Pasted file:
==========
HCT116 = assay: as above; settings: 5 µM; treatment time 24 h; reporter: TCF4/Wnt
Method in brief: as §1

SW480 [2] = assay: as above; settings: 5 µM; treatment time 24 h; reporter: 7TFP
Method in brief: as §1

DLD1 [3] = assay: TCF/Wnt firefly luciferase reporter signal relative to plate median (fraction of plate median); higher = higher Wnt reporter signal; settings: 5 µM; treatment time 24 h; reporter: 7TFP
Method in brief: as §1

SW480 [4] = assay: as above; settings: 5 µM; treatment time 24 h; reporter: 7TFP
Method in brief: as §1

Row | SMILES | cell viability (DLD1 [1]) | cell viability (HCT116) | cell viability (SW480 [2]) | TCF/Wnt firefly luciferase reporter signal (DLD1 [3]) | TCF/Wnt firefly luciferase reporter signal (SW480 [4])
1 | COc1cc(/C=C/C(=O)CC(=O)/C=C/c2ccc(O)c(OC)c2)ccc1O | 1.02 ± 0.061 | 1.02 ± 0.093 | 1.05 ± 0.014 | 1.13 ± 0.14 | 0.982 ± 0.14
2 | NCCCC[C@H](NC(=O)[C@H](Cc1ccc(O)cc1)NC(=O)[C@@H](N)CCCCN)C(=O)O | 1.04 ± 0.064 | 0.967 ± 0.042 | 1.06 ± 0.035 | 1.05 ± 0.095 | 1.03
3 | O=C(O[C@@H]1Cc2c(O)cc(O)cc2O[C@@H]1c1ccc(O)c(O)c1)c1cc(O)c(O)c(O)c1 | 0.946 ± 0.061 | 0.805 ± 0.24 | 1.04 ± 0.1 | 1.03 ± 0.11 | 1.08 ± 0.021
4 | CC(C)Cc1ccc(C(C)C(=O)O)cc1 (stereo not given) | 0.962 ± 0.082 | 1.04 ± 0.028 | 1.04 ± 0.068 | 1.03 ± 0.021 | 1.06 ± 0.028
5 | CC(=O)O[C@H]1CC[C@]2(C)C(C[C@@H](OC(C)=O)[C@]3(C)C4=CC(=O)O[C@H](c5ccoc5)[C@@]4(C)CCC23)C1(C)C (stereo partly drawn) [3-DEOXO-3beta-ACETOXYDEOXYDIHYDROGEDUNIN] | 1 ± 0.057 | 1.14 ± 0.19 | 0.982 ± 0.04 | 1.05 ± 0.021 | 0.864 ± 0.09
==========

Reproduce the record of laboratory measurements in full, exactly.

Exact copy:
HCT116 = assay: as above; settings: 5 µM; treatment time 24 h; reporter: TCF4/Wnt
Method in brief: as §1

SW480 [2] = assay: as above; settings: 5 µM; treatment time 24 h; reporter: 7TFP
Method in brief: as §1

DLD1 [3] = assay: TCF/Wnt firefly luciferase reporter signal relative to plate median (fraction of plate median); higher = higher Wnt reporter signal; settings: 5 µM; treatment time 24 h; reporter: 7TFP
Method in brief: as §1

SW480 [4] = assay: as above; settings: 5 µM; treatment time 24 h; reporter: 7TFP
Method in brief: as §1

Row | SMILES | cell viability (DLD1 [1]) | cell viability (HCT116) | cell viability (SW480 [2]) | TCF/Wnt firefly luciferase reporter signal (DLD1 [3]) | TCF/Wnt firefly luciferase reporter signal (SW480 [4])
1 | COc1cc(/C=C/C(=O)CC(=O)/C=C/c2ccc(O)c(OC)c2)ccc1O | 1.02 ± 0.061 | 1.02 ± 0.093 | 1.05 ± 0.014 | 1.13 ± 0.14 | 0.982 ± 0.14
2 | NCCCC[C@H](NC(=O)[C@H](Cc1ccc(O)cc1)NC(=O)[C@@H](N)CCCCN)C(=O)O | 1.04 ± 0.064 | 0.967 ± 0.042 | 1.06 ± 0.035 | 1.05 ± 0.095 | 1.03
3 | O=C(O[C@@H]1Cc2c(O)cc(O)cc2O[C@@H]1c1ccc(O)c(O)c1)c1cc(O)c(O)c(O)c1 | 0.946 ± 0.061 | 0.805 ± 0.24 | 1.04 ± 0.1 | 1.03 ± 0.11 | 1.08 ± 0.021
4 | CC(C)Cc1ccc(C(C)C(=O)O)cc1 (stereo not given) | 0.962 ± 0.082 | 1.04 ± 0.028 | 1.04 ± 0.068 | 1.03 ± 0.021 | 1.06 ± 0.028
5 | CC(=O)O[C@H]1CC[C@]2(C)C(C[C@@H](OC(C)=O)[C@]3(C)C4=CC(=O)O[C@H](c5ccoc5)[C@@]4(C)CCC23)C1(C)C (stereo partly drawn) [3-DEOXO-3beta-ACETOXYDEOXYDIHYDROGEDUNIN] | 1 ± 0.057 | 1.14 ± 0.19 | 0.982 ± 0.04 | 1.05 ± 0.021 | 0.864 ± 0.09